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What constitutes "successful" choreography?


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Or is this just a matter of taste? Don't stone me now you professionals! ;)

In the course of reading different threads, as well as listening to comments made after watching a performance, I've come across the phrase "The choreography just doesn't go anywhere." I have to admit that I've never been quite sure what has been meant by this comment.:confused:

I am aware that there is "no accounting for taste" when it comes to one person's loving a ballet vs. another's being bored by it, or worse ... However, when one is discussing the choreography as being successful or unsuccessful or "leading" somewhere vs. "not going anywhere"... I am wondering if this means that in looking at the piece from a bare bones perspective or, rather, at the underlying pattern of the steps -- that one feels they just don't "work"? How's that for a vague question?!;)

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Well for me, good choreography is when I can never listen to the music again without the images in my head (not because I've seen it so many times, it can be after just 1 viewing). Dance is so much about the imagery the audience is left with. Apollo and Serenade are good examples of IMO, perfect synthesis of music and movement. It's strange that sometimes music that seems to "go no where" begins to, after it is set to dance. So there aren't any restrictions on music, I don't think. Some music is obviously more 'danceable' that others, but any piece has potential to made into "successful" choreography.

It's really difficult to define "successful" choreography. There is no formula. I suppose all that is essential is for the choreographer to not only fully understand but also be completely inspired by the music he/she is working with. When the inspiration is not there it really shows- steps are meaningless, random, repetitive. There are story ballets that lead nowhere, and plotless ones that take us to incredible places.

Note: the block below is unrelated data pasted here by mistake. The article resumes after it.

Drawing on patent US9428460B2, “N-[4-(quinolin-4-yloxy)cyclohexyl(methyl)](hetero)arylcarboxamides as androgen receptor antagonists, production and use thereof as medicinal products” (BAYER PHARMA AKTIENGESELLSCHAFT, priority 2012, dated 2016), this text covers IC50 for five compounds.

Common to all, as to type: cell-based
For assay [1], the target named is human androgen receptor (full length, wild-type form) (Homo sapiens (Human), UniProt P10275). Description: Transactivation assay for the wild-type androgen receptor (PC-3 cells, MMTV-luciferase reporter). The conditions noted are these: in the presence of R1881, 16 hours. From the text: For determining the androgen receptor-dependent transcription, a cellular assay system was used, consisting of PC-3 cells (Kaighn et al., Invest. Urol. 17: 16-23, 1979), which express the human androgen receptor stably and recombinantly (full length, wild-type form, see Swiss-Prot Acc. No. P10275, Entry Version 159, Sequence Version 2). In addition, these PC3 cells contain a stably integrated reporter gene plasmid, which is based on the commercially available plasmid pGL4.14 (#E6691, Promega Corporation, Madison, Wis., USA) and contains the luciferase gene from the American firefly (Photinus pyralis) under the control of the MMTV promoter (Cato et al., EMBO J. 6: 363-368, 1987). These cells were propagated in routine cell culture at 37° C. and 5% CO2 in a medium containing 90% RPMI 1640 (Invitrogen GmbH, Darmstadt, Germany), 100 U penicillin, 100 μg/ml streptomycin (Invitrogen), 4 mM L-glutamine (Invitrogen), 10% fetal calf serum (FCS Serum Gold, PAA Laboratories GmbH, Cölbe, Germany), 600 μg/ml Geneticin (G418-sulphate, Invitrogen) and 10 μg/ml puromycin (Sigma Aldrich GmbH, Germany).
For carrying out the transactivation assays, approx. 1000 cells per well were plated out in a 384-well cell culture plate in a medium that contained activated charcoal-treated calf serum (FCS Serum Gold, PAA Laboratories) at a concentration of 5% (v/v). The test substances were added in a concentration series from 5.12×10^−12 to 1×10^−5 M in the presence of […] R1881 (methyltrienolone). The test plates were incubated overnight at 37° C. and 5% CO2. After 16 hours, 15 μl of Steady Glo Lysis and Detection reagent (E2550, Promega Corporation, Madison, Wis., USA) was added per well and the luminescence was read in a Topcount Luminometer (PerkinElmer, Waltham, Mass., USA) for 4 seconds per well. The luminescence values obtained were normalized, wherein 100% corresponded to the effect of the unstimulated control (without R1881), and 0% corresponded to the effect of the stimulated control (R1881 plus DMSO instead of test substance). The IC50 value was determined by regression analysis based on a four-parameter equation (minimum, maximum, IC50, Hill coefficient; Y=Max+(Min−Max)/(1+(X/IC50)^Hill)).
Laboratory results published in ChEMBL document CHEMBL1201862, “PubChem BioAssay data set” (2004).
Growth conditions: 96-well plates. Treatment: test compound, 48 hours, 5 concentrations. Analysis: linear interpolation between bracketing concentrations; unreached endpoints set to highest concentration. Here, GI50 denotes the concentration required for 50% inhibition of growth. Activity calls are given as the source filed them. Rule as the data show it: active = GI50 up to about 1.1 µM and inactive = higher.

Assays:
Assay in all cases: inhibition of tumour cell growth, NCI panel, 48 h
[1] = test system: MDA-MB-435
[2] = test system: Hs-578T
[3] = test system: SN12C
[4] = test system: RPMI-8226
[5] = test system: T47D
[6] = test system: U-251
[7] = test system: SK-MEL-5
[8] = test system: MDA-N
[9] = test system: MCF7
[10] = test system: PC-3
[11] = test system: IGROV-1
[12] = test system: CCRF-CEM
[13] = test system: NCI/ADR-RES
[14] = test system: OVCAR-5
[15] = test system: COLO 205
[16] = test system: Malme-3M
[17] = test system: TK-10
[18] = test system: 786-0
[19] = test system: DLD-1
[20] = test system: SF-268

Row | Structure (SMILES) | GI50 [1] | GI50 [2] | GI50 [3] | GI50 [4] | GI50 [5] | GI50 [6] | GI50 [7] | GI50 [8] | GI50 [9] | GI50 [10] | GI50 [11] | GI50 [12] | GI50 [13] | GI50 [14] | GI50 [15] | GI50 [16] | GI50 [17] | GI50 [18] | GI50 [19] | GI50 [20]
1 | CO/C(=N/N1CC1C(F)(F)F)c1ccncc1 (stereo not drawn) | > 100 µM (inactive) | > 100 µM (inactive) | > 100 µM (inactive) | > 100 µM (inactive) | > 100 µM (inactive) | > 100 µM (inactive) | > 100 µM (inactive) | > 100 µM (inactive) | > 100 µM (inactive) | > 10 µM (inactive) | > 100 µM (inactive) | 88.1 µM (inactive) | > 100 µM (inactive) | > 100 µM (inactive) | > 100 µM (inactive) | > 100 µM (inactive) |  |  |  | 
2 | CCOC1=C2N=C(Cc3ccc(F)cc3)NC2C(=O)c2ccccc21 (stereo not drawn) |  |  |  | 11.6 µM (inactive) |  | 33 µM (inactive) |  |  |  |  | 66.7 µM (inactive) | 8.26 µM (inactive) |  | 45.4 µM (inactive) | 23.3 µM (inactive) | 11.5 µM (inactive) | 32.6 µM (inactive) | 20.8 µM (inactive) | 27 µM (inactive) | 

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Good question, BW -- and I think Paquita's answer is very clear; it is hard to quantify, and I agree there is no formula. As soon as there's a formula, it's copied to the point where it's senseless, and great artists develop their own "formulas."

As for whether it's a matter of taste or something more than that, this is something that's always been clear to me -- I was taught it at home and at school -- that there's a difference between taste and judgment. I may like something that's utter trash, and recoil from something that's great, but I think there's a difference. Doug Fullington posted something -- just an offhand comment -- that I'd like emblazoned on our door: "personal preference being a different issue than appreciation" Yeah!

I'm very interested to hear what people think makes for good choreography, but I wanted to explain one term, since BW questioned it. When I write "the choreography doesn't go anywhere" I mean it doesn't develop, in the same way one would expect a piece of music, or a literary composition to develop. I think this is the besetting sin of much new choreography -- modern dance or ballet -- that I've seen in the past too many years. I use this when there's no overall plan or design to the ballet. Just a movement here, and a movement there.